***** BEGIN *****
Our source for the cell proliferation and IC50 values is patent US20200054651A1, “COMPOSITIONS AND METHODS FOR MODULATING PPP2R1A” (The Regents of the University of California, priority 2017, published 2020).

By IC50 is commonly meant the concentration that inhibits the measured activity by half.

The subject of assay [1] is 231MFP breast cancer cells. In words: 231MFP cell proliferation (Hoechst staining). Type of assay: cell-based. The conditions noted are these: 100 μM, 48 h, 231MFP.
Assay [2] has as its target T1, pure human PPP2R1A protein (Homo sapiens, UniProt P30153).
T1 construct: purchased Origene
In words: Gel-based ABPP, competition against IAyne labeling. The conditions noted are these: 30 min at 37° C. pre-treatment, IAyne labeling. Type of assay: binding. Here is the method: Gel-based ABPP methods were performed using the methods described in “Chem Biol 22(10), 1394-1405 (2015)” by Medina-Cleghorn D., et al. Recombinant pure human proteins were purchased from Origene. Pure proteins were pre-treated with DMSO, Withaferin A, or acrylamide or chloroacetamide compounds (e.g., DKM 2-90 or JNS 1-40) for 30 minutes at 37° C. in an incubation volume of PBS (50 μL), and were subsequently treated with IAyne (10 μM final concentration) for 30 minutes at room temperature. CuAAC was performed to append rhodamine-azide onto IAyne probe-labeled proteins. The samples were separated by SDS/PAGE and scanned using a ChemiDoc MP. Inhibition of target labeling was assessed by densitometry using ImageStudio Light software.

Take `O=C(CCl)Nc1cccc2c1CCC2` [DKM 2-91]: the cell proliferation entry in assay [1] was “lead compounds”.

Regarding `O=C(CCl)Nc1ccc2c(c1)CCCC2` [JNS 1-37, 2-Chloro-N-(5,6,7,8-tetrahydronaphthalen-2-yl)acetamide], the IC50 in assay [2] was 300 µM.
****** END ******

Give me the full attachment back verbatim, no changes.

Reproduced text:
Our source for the cell proliferation and IC50 values is patent US20200054651A1, “COMPOSITIONS AND METHODS FOR MODULATING PPP2R1A” (The Regents of the University of California, priority 2017, published 2020).

By IC50 is commonly meant the concentration that inhibits the measured activity by half.

The subject of assay [1] is 231MFP breast cancer cells. In words: 231MFP cell proliferation (Hoechst staining). Type of assay: cell-based. The conditions noted are these: 100 μM, 48 h, 231MFP.
Assay [2] has as its target T1, pure human PPP2R1A protein (Homo sapiens, UniProt P30153).
T1 construct: purchased Origene
In words: Gel-based ABPP, competition against IAyne labeling. The conditions noted are these: 30 min at 37° C. pre-treatment, IAyne labeling. Type of assay: binding. Here is the method: Gel-based ABPP methods were performed using the methods described in “Chem Biol 22(10), 1394-1405 (2015)” by Medina-Cleghorn D., et al. Recombinant pure human proteins were purchased from Origene. Pure proteins were pre-treated with DMSO, Withaferin A, or acrylamide or chloroacetamide compounds (e.g., DKM 2-90 or JNS 1-40) for 30 minutes at 37° C. in an incubation volume of PBS (50 μL), and were subsequently treated with IAyne (10 μM final concentration) for 30 minutes at room temperature. CuAAC was performed to append rhodamine-azide onto IAyne probe-labeled proteins. The samples were separated by SDS/PAGE and scanned using a ChemiDoc MP. Inhibition of target labeling was assessed by densitometry using ImageStudio Light software.

Take `O=C(CCl)Nc1cccc2c1CCC2` [DKM 2-91]: the cell proliferation entry in assay [1] was “lead compounds”.

Regarding `O=C(CCl)Nc1ccc2c(c1)CCCC2` [JNS 1-37, 2-Chloro-N-(5,6,7,8-tetrahydronaphthalen-2-yl)acetamide], the IC50 in assay [2] was 300 µM.